Several measures that are meant to address individuals’ financial needs due to the economic impact of the COVID-19 pandemic were advanced by a New Jersey Assembly committee Thursday. But with some of the bills calling for a state appropriation, their future is unclear.
Last Monday, Gov. Phil Murphy vetoed five of eight bills that sought to spend state money to help needy individuals, students and food banks and in all cases cited the state’s “dire” financial situation as the reason for his absolute vetoes. Murphy has repeatedly declined to provide specifics about the state’s budget situation but wants to borrow money to shore up finances.
Such sentiment may not bode well for at least two of the measures seeking to provide a combined $125 million in emergency relief to individuals that the Assembly Commerce and Economic Development Committee approved Thursday in the first ever videoconference of a state legislative committee. The meeting was noteworthy not just because of the technology involved, but because it was the first time since the COVID-19 outbreak that Republicans vocalized their objections to measures the Democratic-controlled Legislature has been advancing to provide assistance to New Jerseyans.
Emergency rental assistance
The more expensive of those bills (A-3956/S-2332) would create a $100 million emergency rental assistance program for those who have lost income due to the viral outbreak and closure of most businesses in the state. The bill’s sponsors are hoping that a provision requiring the state to use federal emergency assistance funding before a general state appropriation will make the measure more palatable to Murphy.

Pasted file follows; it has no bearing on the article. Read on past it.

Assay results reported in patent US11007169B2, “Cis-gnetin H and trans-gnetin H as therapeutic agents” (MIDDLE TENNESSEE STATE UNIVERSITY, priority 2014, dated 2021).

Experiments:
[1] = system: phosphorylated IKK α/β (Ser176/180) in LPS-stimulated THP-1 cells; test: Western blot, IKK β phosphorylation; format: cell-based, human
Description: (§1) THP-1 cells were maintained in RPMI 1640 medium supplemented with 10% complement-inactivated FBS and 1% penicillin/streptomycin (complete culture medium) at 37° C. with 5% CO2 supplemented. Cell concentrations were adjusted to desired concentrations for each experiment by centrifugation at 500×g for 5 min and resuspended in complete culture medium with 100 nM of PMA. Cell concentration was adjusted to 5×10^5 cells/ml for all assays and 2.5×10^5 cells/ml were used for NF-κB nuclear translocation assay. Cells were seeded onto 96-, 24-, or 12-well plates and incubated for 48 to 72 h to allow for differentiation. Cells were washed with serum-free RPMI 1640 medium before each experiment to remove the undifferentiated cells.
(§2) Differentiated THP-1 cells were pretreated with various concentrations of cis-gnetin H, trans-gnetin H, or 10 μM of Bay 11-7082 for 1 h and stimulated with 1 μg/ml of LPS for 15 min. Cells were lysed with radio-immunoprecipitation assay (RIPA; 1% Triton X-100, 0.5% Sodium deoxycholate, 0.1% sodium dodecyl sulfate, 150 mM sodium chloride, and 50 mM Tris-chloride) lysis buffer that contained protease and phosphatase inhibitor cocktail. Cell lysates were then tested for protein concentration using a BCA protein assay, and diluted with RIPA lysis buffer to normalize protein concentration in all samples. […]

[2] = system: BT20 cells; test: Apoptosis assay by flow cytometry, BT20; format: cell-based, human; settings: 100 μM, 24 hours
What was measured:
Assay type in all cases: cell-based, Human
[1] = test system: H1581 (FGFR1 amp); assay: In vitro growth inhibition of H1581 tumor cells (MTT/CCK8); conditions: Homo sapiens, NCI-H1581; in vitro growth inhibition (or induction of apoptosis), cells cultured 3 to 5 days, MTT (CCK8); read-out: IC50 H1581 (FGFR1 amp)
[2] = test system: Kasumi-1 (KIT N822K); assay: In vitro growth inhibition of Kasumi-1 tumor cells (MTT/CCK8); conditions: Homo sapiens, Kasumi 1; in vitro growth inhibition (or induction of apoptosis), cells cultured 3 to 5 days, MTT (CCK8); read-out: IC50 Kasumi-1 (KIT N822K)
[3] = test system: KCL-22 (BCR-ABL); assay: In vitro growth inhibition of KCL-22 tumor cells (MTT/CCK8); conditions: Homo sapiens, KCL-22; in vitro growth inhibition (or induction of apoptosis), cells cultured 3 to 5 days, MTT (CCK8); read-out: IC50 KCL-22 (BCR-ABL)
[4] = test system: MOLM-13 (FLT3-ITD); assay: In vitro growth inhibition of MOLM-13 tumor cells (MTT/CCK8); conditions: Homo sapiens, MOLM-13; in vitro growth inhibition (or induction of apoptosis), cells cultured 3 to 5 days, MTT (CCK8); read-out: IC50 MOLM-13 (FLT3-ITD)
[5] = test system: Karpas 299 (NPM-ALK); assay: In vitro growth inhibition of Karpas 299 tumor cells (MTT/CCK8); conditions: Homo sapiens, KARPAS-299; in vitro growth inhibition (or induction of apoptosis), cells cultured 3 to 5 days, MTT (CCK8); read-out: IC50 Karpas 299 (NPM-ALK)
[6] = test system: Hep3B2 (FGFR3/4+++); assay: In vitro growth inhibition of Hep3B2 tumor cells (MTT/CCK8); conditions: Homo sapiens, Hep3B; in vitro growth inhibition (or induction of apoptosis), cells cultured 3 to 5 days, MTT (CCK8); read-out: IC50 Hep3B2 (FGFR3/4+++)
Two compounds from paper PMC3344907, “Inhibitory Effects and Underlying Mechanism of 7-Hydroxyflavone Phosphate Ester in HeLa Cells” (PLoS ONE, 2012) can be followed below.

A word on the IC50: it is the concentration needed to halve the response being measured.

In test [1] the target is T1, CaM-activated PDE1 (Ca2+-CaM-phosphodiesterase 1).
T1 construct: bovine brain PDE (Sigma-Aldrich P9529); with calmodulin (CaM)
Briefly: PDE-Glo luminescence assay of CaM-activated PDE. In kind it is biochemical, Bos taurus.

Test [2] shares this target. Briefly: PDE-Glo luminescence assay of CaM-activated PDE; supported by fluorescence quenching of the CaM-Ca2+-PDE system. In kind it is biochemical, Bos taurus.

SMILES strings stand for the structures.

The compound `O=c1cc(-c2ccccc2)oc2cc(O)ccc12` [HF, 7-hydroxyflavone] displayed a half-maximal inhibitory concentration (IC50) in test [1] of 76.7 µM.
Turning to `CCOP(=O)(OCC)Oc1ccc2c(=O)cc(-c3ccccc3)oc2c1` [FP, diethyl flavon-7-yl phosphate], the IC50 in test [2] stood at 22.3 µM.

Tenants with incomes of up to 120% of an area’s median income — which for affordable housing purposes ranges as high as $82,810 for an individual in Hunterdon, Middlesex and Somerset counties — and who are at least 30 days past due on paying rent would be eligible. The bill would take effect immediately and expire 90 days after the end of the eviction moratorium Murphy put in place as part of emergency measures during the COVID-19 pandemic.
David Brogan of the New Jersey Apartment Association said that because the bill would use the framework of the existing state Homelessness Prevention Program to provide rental payments “there’ll be a seamless transition into administering this program because DCA (the Department of Community Affairs) has been administering the HPP for many, many years and there is no need to establish a new governmental organization to implement the program.”
Looking to revise welfare program
The other bill with a price tag (A-3905) would spend $17 million — reduced from $25 million in the original bill — in revising the state’s main welfare program, Work First New Jersey (WFNJ), although that money would come from general state revenues. Last Monday, Murphy vetoed A-3858, which had sought to issue supplemental cash payments to WFNJ recipients, despite saying he shared the sponsors’ “concerns for the well-being of those in need” because of its likely high, though unspecified, cost.
The changes in this new bill go beyond the current pandemic and seek a significant overhaul of the program.
Most importantly, and expensively, it would increase Temporary Assistance to Needy Families (TANF) benefits to provide a family with income at half of the federal poverty level; currently, a family of three gets $559 a month, which is just 31% of poverty. Additionally, the bill would expand eligibility to include college students and immigrants not currently able to collect, update acceptable work requirements to include classes, training and internships, expand reasons why recipients can be excused from meeting requirements due to health or safety considerations. It would also prevent the current public health emergency from counting toward the time limit recipients have to comply with work requirements.